ACC schools hoping to benefit from coaching continuity

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DURHAM, N.C. (AP) Several Atlantic Coast Conference schools are hoping the continuity in the coaching ranks helps them regroup after the league's sobering opening weekend.

Schools are betting their loyalty provides the stability for the staffs to handle whatever comes their way. They didn't have to wait long for their first challenge.

There was preseason talk about the conference being the best in college football after two national championships and two Heisman Trophy winners in four years. But the ACC went 2-4 against Power Five conference opponents in Week 1, while preseason favorite Florida State lost starting quarterback Deondre Francois to a season-ending knee injury during the loss to top-ranked Alabama.

''When you start seeing continuity in the league - which we've seen very little of in recent history - good things are going to come from it,'' said Duke's David Cutcliffe, now in his 10th season. ''There's tradition, former players are coming back and seeing coaches that have been there. That develops standards.

''I think there's standards of play in ACC football right now.''

There were no turnovers coming into the season among ACC head coaches for the first time since 2006, with half of the 14 coaches in place at least five seasons.

After a rough opening weekend for the ACC, Cutcliffe believes coaches just have to trust the years of work that raised the ACC's profile.

''We know we've got a good program,'' said Cutcliffe, whose Blue Devils are coming off a four-win season after four straight bowl trips. ''So you're not punching a panic button as you go into 2017. You're relying on all the good principles and all the standards and the values that have been set over a period of time.''

Cutcliffe is one of four ACC coaches who have been at their schools for roughly a decade, joining Dabo Swinney with reigning national champion Clemson (nine years), Florida State's Jimbo Fisher (eight) and Georgia Tech's Paul Johnson - now in his 10th season and still frustrating defenses with his triple-option offense.

North Carolina's Larry Fedora is in his sixth year in Chapel Hill, while Boston College's Steve Addazio and North Carolina State's Dave Doeren are in their fifth seasons.

That continuity touches everything within their programs. Those coaches can lean on the same philosophy when it comes to how to run a practice, teach their schemes, prepare for big games or deal with a crushing loss. They've also had at least one full four-year cycle of recruits come through their programs, giving them time to build up depth or experience on the roster.

Clemson is the best-case example.

Swinney took over midway through the 2008 season and weathered a 6-7 season in 2010, but the Tigers have won at least 10 games for six straight seasons and are 28-2 over the past two seasons.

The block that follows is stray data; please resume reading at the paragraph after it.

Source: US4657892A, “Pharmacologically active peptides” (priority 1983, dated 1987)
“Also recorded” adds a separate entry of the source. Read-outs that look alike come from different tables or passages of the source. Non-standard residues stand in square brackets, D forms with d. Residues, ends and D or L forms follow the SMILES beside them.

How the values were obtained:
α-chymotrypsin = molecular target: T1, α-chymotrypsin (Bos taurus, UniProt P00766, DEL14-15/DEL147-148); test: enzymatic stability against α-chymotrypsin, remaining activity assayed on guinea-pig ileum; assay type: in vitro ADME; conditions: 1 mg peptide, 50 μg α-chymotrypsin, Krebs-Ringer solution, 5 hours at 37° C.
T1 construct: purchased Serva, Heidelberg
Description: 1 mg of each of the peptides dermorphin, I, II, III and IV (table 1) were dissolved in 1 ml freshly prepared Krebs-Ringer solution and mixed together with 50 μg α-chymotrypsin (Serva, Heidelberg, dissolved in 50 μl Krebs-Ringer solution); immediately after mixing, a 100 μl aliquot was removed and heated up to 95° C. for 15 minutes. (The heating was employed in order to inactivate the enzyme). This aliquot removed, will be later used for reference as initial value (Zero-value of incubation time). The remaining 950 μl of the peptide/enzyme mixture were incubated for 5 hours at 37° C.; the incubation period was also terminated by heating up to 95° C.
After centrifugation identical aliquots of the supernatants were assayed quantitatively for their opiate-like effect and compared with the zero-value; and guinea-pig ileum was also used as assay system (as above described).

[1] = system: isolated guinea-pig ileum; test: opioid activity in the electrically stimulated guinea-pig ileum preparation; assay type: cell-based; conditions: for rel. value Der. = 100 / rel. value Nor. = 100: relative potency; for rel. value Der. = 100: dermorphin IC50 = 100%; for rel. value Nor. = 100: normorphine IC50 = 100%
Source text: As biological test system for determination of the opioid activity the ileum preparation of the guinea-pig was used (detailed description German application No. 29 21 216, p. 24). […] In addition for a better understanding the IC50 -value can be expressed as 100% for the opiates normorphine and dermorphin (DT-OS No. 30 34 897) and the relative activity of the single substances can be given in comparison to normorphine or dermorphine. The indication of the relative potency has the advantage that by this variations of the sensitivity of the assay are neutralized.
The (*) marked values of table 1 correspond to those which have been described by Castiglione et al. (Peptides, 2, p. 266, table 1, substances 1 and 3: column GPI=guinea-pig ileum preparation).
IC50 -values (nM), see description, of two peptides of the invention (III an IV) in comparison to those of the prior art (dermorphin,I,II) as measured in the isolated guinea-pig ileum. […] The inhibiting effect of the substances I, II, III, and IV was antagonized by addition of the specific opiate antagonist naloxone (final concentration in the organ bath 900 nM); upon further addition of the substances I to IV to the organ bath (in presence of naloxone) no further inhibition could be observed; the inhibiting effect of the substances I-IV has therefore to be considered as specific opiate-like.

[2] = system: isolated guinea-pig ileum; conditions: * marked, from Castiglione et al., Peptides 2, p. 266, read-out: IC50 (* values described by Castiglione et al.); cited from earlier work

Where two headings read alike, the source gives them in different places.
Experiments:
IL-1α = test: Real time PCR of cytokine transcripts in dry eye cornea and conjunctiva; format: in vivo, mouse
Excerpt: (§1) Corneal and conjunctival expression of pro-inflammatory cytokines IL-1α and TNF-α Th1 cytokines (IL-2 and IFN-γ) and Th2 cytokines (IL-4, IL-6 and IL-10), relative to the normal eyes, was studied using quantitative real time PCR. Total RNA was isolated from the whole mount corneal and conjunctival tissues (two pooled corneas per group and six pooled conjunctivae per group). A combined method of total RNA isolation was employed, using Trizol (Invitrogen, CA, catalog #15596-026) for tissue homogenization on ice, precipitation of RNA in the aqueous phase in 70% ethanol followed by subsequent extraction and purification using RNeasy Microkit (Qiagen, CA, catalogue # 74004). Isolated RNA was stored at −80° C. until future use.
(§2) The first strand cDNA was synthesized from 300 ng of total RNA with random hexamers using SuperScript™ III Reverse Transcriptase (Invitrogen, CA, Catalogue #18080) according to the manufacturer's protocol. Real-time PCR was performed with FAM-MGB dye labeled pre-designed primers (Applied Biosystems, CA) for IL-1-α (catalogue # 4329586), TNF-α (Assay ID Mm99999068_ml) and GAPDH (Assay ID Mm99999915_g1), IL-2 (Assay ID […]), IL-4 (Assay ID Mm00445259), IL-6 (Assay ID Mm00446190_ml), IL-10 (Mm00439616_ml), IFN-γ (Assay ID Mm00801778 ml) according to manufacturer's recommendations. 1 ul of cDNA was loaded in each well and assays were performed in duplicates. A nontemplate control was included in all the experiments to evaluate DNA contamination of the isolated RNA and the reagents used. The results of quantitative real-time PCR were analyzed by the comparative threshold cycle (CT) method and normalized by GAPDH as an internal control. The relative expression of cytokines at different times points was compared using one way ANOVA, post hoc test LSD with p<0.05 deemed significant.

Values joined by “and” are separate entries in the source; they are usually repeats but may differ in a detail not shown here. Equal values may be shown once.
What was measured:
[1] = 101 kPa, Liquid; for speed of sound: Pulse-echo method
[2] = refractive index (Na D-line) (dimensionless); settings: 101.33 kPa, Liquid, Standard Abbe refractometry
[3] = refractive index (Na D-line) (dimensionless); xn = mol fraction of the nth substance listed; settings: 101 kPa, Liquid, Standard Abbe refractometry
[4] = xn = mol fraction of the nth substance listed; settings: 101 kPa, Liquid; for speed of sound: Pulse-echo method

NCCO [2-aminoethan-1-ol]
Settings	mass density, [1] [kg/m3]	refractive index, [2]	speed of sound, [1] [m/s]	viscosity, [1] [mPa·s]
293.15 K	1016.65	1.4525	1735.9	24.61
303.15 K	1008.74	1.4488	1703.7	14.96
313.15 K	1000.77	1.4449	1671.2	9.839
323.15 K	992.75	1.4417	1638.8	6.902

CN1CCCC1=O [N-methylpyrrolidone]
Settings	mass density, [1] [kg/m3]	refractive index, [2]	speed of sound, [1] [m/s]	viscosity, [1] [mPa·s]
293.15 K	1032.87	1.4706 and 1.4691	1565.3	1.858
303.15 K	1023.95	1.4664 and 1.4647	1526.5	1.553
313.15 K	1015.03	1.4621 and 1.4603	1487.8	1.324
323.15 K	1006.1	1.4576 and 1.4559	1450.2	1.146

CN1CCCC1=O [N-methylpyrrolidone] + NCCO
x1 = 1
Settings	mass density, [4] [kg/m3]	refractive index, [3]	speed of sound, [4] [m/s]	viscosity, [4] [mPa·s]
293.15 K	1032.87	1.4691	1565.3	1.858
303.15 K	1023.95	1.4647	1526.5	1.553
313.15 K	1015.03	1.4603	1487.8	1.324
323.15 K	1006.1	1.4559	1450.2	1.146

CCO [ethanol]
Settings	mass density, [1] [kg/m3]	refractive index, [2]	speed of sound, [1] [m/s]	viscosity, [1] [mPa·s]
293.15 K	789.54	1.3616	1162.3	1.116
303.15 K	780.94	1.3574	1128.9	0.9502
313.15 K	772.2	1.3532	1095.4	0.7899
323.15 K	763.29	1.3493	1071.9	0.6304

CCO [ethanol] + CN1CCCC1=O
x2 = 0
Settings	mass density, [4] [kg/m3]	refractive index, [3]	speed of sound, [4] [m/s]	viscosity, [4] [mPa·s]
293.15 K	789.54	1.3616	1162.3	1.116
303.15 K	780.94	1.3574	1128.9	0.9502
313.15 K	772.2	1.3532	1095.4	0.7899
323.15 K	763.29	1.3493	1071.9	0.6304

Now, despite losing stars like quarterback Deshaun Watson, the Tigers are ranked No. 3 in the Top 25.

''It starts from the coaches and what they demand,'' Clemson junior linebacker Kendall Joseph said, ''and once you know what's expected, you pass it on to the younger guys and keep it going.''

Clemson co-offensive coordinator Tony Elliott pointed to a specific example from Saturday's season-opening rout of Kent State.

''We were anticipating a particular structure from Kent State and they came out in something a little bit different,'' Elliott said. ''All it took was a couple of words, a small exchange of communication on the headset and, boom, we're able to make the adjustment.''

At UNC, Fedora is hoping the structure built through years of teaching his fast-paced offense steadies a young unit trying to replace No. 2 overall NFL draft pick Mitch Trubisky, along with several key receivers and tailbacks.

''Even though there's a lot of unknowns for them - because you get out onto the field and everything's new to them - there's a lot of things that they surround themselves with in the program that they know,'' Fedora said, ''and it gives them a little bit of confidence.''

Syracuse's Dino Babers, part of a quartet of second-year ACC coaches, said even one season of carryover provides a big boost.

''The biggest thing is having the experience,'' Babers said. ''Seeing the other (ACC) football teams, knowing what you need in recruiting and going against those cultures one time really gives you a lot of experience when you set up the game plan the second time around.''


AP Sports Writers Pete Iacobelli in Clemson, South Carolina, and John Kekis in Syracuse, New York, contributed to this report.


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